OrthoSpace Ltd. (“OrthoSpace” or “the Company”) today announced that results from two studies evaluating the use of the InSpace™ biodegradable balloon spacer to treat massive, irreparable rotator cuff tears have been published in the journals Musculoskeletal Surgery and Acta Bio Medica. Massive, irreparable rotator cuff tears (RCTs) are associated with severe pain and disability, and patients with RCTs of this magnitude have historically had few treatment options.
The two publications reported the following results, respectively:
- In an independent, prospective, single-arm study, 44 patients (46 shoulders) with massive, irreparable RCTs were treated with the InSpace System. At one year of follow-up, patients reported a mean reduction in pain scores of 3.5 points (on a scale of 0 to 10), with 74% of patients achieving a difference of 2 points, which was considered the threshold for minimal clinical importance. Shoulder function, as measured by the Oxford shoulder score (OSS) and Constant–Murley shoulder score, improved significantly in this treatment cohort, and the authors noted that 80% of patients reported that they were satisfied with their outcome. Notably, this study also included a subset of 11 patients (24%) who were concurrently treated with a partial repair of the rotator cuff. The authors found no differences in outcomes of these patients in regard to pain or function compared to the patients who received InSpace alone. (Piekaar et al, 2017)
- In an independent, retrospective study of 30 patients with irreparable rotator cuff tears treated with the InSpace System, authors Ricci et al reported statistically significant increases in Constant Scores in a cohort of patients evaluated at 6 months (from 39.89 to 62.33 points) and in a separate cohort evaluated at 12 months (from 41.66 to 65.38 points) after surgery. Range of Movement and Activity of Daily Living measures significantly improved with the reduction of VAS and pain scores at 12 months. The authors reported a further increase in functional performance with the reduction of pain at 24 months post-operatively. Additionally, the authors analyzed X-ray and MR imaging to observe that all patients had a pre-operative acromiohumeral distance less than 6 mm and lesion grades of 3 to 4 according to the Goutallier classification, while, post-operatively, each case was observed to have an acromiohumeral distance of greater than 7 mm at all imaging timepoints. MRI also confirmed the complete degradation of the spacer in each patient by 24 months. (Ricci et al, 2017)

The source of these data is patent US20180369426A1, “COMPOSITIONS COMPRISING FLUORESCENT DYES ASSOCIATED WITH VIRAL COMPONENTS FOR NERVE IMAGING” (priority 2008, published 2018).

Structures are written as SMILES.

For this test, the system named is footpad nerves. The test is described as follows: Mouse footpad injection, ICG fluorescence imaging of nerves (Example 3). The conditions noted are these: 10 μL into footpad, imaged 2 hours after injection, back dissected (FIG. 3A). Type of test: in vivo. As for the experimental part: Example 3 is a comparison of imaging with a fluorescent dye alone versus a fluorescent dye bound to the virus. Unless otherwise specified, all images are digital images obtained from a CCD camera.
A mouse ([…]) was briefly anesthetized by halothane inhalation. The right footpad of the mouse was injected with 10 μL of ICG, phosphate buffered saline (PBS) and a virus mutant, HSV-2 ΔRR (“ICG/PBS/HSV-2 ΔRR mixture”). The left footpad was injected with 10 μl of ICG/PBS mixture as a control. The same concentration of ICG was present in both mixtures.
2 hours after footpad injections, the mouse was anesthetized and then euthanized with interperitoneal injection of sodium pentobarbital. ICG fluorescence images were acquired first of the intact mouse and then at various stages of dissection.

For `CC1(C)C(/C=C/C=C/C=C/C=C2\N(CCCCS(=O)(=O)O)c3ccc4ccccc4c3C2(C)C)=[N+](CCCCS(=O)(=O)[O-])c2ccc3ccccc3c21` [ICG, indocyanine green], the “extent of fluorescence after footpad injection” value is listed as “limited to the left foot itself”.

“We are pleased to see the publication of these positive results from Drs. Piekaar and Ricci and colleagues, which demonstrate the compelling benefit of InSpace to patients with massive rotator cuff tears,” said Itay Barnea, CEO of OrthoSpace. “We note in particular the promising outcomes from the addition of InSpace to partial repair of the tendon, which helps to demonstrate the versality of the InSpace System. These results add to the growing body of evidence favoring the use of InSpace as a novel, minimally invasive treatment for patients who have failed conservative therapy or otherwise have few options to treat painful, irreparable RCTs.”
The InSpace System is deployed in the subacromial space between the acromion and the humeral head, allowing smooth gliding and frictionless movement between the two bones and emulating the function of the original bursa. It is usually placed arthroscopically in a procedure that requires only 10 minutes to perform, and the balloon is believed to fully degrade within 12 to 24 months.
The InSpace System is CE Marked in Europe and Israel and is investigational in the U.S. and Canada, where it is currently being evaluated in a prospective, single-blinded, multi-center, randomized, controlled study that will enroll up to 184 patients.